‘Largest Vehicle-to-Grid Project in the Country’ Feted at Los Angeles AFB
The U.S. Air Force and California Energy Commission celebrated deployment of a long-awaited fleet of 42 mostly V2G-capable vehicles at the Los Angeles Air Force Base on Friday. By letting charged EVs give electricity back to the grid when needed, vehicle-to-grid technology allows the fleet “to provide more than 700 kilowatts of power to the grid, sufficient power for more than 140 American homes,” the Air Force says, talking up V2G as a way to both save money and enhance security. updated November 18
“Everything we do to fly, fight and win requires energy, whether it’s aviation fuel for our aircraft or power to run the bases that support them,” Secretary of the Air Force Deborah Lee James said in a release.
“This vehicle-to-grid pilot is a great example of how Airmen are driving the Air Force forward and finding new and innovative ways to make every dollar count,” she said.
Four Military Bases
In addition to V2G, which can enhance the power grid’s reliability and security by balancing demand against supply without having to use reserves or standby generators, the Air Force says it will “continue to look for additional capabilities, such as utilizing used batteries as a form of on-base energy storage.”
The overall Department of Defense EV demonstration fleet as currently planned will total as many as 72 vehicles at four facilities, with 32 V2G-capable vehicles at LA AFB. Among the V2G-capable vehicles will be 22 all-electric Leaf cars by Nissan, and 32 Ford pickup trucks converted to plug-in hybrid electric operation by Newark, Calif.-base Fremont Ford using equipment from Santa Clara, Calif.-based start-up Evaos (F&F, April 8).
Five of the Evaos Fords are for the Los Angeles AFB fleet. Also for the El Segundo base: Via Motors is supplying 13 range-extended VTrux vans, Nissan is supplying 13 Leaf sedans, EVI/Electric Vehicle International is supplying four range-extended Ford F-550s, and Phoenix Motorcars is supplying an all-electric shuttle bus. Non-V2G vehicles for the base include four Ford C-Max Energi and two Chevy Volt cars.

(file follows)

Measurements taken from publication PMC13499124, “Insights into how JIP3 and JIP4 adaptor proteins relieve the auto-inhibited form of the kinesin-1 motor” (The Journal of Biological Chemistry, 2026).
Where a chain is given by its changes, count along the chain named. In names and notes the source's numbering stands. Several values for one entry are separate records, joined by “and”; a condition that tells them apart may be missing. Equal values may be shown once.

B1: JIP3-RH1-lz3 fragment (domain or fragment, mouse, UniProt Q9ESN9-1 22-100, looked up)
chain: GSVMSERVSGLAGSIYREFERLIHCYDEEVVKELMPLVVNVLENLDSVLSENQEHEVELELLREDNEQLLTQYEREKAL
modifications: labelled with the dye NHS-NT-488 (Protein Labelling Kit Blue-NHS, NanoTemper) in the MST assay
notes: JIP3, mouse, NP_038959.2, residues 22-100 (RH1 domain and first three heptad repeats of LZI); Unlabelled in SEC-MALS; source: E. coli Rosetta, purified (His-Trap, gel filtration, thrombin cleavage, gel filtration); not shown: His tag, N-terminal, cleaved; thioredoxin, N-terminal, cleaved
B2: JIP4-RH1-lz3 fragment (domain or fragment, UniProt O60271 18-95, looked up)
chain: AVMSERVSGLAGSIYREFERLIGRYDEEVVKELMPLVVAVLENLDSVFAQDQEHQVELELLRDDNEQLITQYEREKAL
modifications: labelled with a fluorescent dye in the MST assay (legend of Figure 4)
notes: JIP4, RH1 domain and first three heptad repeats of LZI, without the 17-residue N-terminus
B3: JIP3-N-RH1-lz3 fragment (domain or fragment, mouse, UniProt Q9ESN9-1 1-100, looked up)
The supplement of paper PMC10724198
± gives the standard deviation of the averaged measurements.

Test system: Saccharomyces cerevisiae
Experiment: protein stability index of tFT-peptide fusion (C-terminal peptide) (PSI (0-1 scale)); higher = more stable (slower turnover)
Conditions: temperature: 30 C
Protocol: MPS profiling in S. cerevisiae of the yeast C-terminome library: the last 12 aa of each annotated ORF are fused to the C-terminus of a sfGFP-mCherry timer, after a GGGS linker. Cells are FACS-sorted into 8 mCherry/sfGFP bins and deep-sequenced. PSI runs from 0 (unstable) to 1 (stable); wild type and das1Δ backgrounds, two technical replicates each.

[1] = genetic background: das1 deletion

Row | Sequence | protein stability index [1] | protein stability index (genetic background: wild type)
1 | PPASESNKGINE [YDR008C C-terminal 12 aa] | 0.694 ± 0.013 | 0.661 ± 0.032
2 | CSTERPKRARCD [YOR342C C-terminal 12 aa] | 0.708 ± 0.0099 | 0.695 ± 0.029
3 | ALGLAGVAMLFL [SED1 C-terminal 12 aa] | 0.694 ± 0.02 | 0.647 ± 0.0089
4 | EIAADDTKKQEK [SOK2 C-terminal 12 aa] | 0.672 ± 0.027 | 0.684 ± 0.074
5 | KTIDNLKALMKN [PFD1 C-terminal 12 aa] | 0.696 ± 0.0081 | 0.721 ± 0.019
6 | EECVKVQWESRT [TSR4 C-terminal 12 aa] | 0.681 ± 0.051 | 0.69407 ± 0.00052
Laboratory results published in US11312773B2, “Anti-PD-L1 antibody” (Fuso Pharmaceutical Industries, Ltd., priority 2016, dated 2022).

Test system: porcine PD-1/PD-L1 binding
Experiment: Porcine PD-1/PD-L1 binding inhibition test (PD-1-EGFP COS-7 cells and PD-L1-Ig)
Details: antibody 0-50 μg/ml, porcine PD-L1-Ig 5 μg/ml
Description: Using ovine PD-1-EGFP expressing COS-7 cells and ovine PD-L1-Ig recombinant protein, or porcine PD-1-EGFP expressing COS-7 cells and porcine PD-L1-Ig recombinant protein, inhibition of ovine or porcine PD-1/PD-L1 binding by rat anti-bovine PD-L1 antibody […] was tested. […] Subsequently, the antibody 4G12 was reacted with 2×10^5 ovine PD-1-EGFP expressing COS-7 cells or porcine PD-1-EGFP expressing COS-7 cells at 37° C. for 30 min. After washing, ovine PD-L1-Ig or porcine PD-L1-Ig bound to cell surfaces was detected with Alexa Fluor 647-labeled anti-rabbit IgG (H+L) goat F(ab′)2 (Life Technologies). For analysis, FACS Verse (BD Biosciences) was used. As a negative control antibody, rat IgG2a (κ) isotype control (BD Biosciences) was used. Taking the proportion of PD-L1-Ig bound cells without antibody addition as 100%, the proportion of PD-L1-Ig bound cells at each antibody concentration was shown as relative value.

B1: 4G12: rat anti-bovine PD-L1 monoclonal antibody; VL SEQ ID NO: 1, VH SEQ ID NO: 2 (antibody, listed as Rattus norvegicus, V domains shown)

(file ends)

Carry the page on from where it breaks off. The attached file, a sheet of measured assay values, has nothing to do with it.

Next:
In addition to Los Angeles AFB, V2G-capable plug-ins are to be deployed at Ford Hood in Texas, at Joint Base Andrews outside Washington, D.C., and at Joint Base McGuire-Dix-Lakehurst in New Jersey. (F&F, June 3).
Coritech and Princeton Power Systems
Coritech and Princeton Power Systems are providing charging equipment. The complex software to handle the bi-directional electricity was developed by Berkeley, Calif.-based Kisensum via the Lawrence Berkeley National Lab.
California energy providers and regulators worked closely with the Air Force on safety and performance testing as well as technical and regulatory aspects of launching the fleet, the Air Force says.
“We absolutely couldn’t have done this without our federal, state and private partners,” Miranda Ballentine, assistant secretary of the Air Force for installations, environment and energy says in the V2G announcement.
“The shared investment and commitment by our partners illustrates that innovations such as this have value not only to the Air Force and Department of Defense, but to the nation as a whole.”
‘Moving into the Mainstream’
“The Energy Commission is excited to partner with the Air Force to test these vehicle-to-grid technologies,” said Janea Scott, a California Energy commissioner.
“By investing $3 million in this project, we are supporting the demonstration of PEVs potential and value as grid integration and energy storage resources,” she said.
“The forward thinking of the Air Force promises to be an important signal to the market to move this technology into the mainstream,” William Kempton, director of the University of Delaware’s Center for Carbon-free Power Integration, said in the Air Force release.
“By requesting V2G-capable trucks and cars from several vehicle manufacturers, placed in bases in several states, the Air Force has helped to stimulate demand from both automotive suppliers and the electric industry in these states.
‘Simply Makes Good Sense’
“We can hope that the Air Force program announced today, together with the recent successful early demonstrations – by the University of Delaware with Honda, BMW, NRG Energy, PJM, and others – will move us from demonstration to early commercial-scale products,” Kempton said.
“Pursuing this program was an easy decision for us,” said Air Force Secretary James. “Energy is key to accomplishing the mission, and as the largest energy consumer in the federal government, we are always looking for opportunities to improve our resiliency, reduce our demand and assure our energy supply.
“From a mission, environmental and fiscal perspective, this program simply makes good sense.”
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Source: U.S. Air Force with Fleets & Fuels follow-up